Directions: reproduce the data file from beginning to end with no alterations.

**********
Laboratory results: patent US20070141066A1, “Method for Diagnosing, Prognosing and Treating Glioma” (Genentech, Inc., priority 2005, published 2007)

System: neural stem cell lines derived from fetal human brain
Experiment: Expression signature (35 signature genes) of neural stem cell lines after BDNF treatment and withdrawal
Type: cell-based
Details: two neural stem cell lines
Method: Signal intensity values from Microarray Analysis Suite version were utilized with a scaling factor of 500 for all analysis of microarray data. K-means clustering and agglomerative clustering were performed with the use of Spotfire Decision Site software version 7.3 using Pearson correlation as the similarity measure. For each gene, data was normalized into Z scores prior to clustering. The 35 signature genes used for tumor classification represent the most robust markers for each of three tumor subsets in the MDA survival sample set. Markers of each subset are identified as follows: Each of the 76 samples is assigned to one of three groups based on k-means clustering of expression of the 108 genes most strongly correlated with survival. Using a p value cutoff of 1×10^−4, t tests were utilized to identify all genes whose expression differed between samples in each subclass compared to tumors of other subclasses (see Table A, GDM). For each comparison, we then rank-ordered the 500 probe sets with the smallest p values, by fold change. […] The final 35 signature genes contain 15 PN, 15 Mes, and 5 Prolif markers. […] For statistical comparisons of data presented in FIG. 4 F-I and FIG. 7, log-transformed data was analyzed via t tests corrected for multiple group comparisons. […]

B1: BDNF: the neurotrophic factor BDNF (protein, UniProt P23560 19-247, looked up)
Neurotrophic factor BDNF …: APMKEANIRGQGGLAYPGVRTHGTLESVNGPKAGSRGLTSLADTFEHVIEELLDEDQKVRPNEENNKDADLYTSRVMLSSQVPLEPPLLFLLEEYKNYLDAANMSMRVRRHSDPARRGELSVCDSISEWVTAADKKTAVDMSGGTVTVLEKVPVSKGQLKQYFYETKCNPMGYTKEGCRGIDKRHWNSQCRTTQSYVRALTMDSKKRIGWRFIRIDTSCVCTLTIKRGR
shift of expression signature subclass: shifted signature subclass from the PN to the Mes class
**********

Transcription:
Laboratory results: patent US20070141066A1, “Method for Diagnosing, Prognosing and Treating Glioma” (Genentech, Inc., priority 2005, published 2007)

System: neural stem cell lines derived from fetal human brain
Experiment: Expression signature (35 signature genes) of neural stem cell lines after BDNF treatment and withdrawal
Type: cell-based
Details: two neural stem cell lines
Method: Signal intensity values from Microarray Analysis Suite version were utilized with a scaling factor of 500 for all analysis of microarray data. K-means clustering and agglomerative clustering were performed with the use of Spotfire Decision Site software version 7.3 using Pearson correlation as the similarity measure. For each gene, data was normalized into Z scores prior to clustering. The 35 signature genes used for tumor classification represent the most robust markers for each of three tumor subsets in the MDA survival sample set. Markers of each subset are identified as follows: Each of the 76 samples is assigned to one of three groups based on k-means clustering of expression of the 108 genes most strongly correlated with survival. Using a p value cutoff of 1×10^−4, t tests were utilized to identify all genes whose expression differed between samples in each subclass compared to tumors of other subclasses (see Table A, GDM). For each comparison, we then rank-ordered the 500 probe sets with the smallest p values, by fold change. […] The final 35 signature genes contain 15 PN, 15 Mes, and 5 Prolif markers. […] For statistical comparisons of data presented in FIG. 4 F-I and FIG. 7, log-transformed data was analyzed via t tests corrected for multiple group comparisons. […]

B1: BDNF: the neurotrophic factor BDNF (protein, UniProt P23560 19-247, looked up)
Neurotrophic factor BDNF …: APMKEANIRGQGGLAYPGVRTHGTLESVNGPKAGSRGLTSLADTFEHVIEELLDEDQKVRPNEENNKDADLYTSRVMLSSQVPLEPPLLFLLEEYKNYLDAANMSMRVRRHSDPARRGELSVCDSISEWVTAADKKTAVDMSGGTVTVLEKVPVSKGQLKQYFYETKCNPMGYTKEGCRGIDKRHWNSQCRTTQSYVRALTMDSKKRIGWRFIRIDTSCVCTLTIKRGR
shift of expression signature subclass: shifted signature subclass from the PN to the Mes class